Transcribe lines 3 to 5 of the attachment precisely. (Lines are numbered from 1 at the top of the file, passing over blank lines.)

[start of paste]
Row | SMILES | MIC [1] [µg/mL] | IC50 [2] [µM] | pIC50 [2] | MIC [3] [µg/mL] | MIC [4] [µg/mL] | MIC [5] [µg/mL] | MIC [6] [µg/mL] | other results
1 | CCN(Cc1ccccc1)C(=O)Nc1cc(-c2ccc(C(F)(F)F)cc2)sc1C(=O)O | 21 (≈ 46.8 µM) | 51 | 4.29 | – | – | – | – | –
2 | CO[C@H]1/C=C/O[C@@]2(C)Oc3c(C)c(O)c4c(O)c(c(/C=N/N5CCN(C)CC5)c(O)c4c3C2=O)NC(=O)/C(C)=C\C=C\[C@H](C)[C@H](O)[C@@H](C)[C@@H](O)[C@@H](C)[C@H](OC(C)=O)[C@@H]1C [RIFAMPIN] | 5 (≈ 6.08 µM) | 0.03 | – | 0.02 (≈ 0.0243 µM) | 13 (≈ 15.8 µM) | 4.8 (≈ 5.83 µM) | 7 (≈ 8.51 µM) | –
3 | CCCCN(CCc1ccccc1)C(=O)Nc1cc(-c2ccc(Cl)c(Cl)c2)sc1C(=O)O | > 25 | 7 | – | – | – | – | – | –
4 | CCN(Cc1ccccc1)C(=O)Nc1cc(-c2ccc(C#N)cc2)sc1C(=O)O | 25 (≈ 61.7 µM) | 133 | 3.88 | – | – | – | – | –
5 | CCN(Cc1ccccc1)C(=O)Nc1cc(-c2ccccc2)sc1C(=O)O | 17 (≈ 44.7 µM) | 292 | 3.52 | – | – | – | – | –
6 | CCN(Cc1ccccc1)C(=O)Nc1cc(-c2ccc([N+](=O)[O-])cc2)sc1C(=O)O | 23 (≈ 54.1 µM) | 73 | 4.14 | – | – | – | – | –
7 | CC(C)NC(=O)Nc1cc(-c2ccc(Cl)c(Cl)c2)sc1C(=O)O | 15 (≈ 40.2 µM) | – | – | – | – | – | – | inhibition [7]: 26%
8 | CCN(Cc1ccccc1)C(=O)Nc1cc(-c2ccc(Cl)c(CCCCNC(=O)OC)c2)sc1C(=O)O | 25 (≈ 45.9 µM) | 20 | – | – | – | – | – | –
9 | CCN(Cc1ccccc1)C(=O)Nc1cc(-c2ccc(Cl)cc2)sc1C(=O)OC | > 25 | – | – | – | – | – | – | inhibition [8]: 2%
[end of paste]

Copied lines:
2 | CO[C@H]1/C=C/O[C@@]2(C)Oc3c(C)c(O)c4c(O)c(c(/C=N/N5CCN(C)CC5)c(O)c4c3C2=O)NC(=O)/C(C)=C\C=C\[C@H](C)[C@H](O)[C@@H](C)[C@@H](O)[C@@H](C)[C@H](OC(C)=O)[C@@H]1C [RIFAMPIN] | 5 (≈ 6.08 µM) | 0.03 | – | 0.02 (≈ 0.0243 µM) | 13 (≈ 15.8 µM) | 4.8 (≈ 5.83 µM) | 7 (≈ 8.51 µM) | –
3 | CCCCN(CCc1ccccc1)C(=O)Nc1cc(-c2ccc(Cl)c(Cl)c2)sc1C(=O)O | > 25 | 7 | – | – | – | – | – | –
4 | CCN(Cc1ccccc1)C(=O)Nc1cc(-c2ccc(C#N)cc2)sc1C(=O)O | 25 (≈ 61.7 µM) | 133 | 3.88 | – | – | – | – | –